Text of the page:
FloraBreenRobison profile image

FloraBreenRobison 5 years ago

in B.C. I think it is 5 years-just like a passport. But as a non-driver I don't know.-it might be only 4 years-certainly no more than 5. I had no idea that some states had such a large gap of years.


mistyhorizon2003 profile image

mistyhorizon2003 5 years ago from Guernsey (Channel Islands) Author

In the UK you have a driving license in two parts, the paper part and a card with your photo on. The photo card has to be renewed every ten years, but the paper part lasts from when you take your test until you are 70 years old.

Interesting, passports in the UK are ten years between renewals, so five sounds really low.


quester.ltd profile image

quester.ltd 5 years ago

sorry about your Mum's driving but I believe it has more to do with the person than age - Paul Newman was still racing in his 70's and doing quite well - Life has all types of surprises for us as we go through life - don't make judgments on someone just because of their age.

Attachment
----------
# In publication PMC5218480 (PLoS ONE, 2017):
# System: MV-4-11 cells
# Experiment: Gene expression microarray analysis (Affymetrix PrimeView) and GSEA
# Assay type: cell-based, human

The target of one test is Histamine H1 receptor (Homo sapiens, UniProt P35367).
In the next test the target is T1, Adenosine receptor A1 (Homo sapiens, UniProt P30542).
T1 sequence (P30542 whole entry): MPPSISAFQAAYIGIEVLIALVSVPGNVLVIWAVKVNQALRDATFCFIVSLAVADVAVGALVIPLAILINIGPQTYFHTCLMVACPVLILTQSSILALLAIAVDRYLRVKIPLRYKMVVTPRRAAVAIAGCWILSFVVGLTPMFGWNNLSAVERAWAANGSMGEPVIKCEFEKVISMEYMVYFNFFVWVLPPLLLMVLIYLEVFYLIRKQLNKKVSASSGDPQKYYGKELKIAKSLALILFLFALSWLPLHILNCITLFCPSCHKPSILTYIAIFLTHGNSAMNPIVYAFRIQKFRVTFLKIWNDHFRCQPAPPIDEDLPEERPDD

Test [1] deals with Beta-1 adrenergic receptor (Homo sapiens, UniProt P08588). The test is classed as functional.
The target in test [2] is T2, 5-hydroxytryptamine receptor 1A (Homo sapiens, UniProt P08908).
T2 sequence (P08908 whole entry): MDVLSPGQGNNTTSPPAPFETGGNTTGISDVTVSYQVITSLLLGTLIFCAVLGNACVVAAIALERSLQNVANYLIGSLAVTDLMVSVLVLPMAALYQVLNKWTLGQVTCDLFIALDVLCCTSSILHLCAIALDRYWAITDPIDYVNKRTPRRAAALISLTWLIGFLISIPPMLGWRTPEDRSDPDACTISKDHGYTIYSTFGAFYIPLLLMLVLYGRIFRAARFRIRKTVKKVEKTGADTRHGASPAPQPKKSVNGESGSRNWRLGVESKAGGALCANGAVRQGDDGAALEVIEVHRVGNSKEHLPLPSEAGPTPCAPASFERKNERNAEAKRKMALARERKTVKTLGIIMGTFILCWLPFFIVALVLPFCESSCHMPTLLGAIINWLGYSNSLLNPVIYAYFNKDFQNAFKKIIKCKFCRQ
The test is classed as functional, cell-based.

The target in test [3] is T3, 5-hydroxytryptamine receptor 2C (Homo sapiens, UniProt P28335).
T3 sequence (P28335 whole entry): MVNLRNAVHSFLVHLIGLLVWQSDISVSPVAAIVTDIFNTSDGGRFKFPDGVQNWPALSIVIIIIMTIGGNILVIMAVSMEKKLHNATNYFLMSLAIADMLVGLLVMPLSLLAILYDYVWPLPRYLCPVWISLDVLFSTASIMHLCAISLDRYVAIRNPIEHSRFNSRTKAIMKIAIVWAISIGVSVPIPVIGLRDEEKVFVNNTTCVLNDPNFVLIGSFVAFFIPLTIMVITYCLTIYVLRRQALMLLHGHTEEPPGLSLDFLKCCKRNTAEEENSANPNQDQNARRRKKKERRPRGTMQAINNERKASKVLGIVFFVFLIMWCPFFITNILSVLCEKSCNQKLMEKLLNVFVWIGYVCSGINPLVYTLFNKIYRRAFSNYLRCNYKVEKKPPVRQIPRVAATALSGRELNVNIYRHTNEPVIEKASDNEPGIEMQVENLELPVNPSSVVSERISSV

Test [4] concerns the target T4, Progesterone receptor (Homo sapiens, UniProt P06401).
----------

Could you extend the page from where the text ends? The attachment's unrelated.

q


mistyhorizon2003 profile image

mistyhorizon2003 5 years ago from Guernsey (Channel Islands) Author

The trouble is quester.ltd that you have pointed out the exception that proves the rule. Just because you can find one individual who did drive well when they were in their 70's does not mean the majority do!! The accident stats show differently, and if a person over 70 can still be an exception to the rule they will have nothing to worry about as they will sail through any test they have to take.


tirelesstraveler profile image

tirelesstraveler 5 years ago from California

Oh was a worry, the day when the aged parent must surrender a drivers license. In California you renew your license every 3-5 years depending on how old you are. They can demand you take a behind the wheel test if you have an accident. My mother had an accident,surrendered her license, and there was a fowl-up with paper work. She got angry and decided to take the test to prove she could still drive. They didn't renew the license, but by then she didn't really want it. She was 89. Her driving wasn't too bad. She never drove far. The fowl-up making her mad probably saved her life because she had fallen deeply into depression. I am amazed that once you get a license in UK you are good until 70.


mistyhorizon2003 profile image

mistyhorizon2003 5 years ago from Guernsey (Channel Islands) Author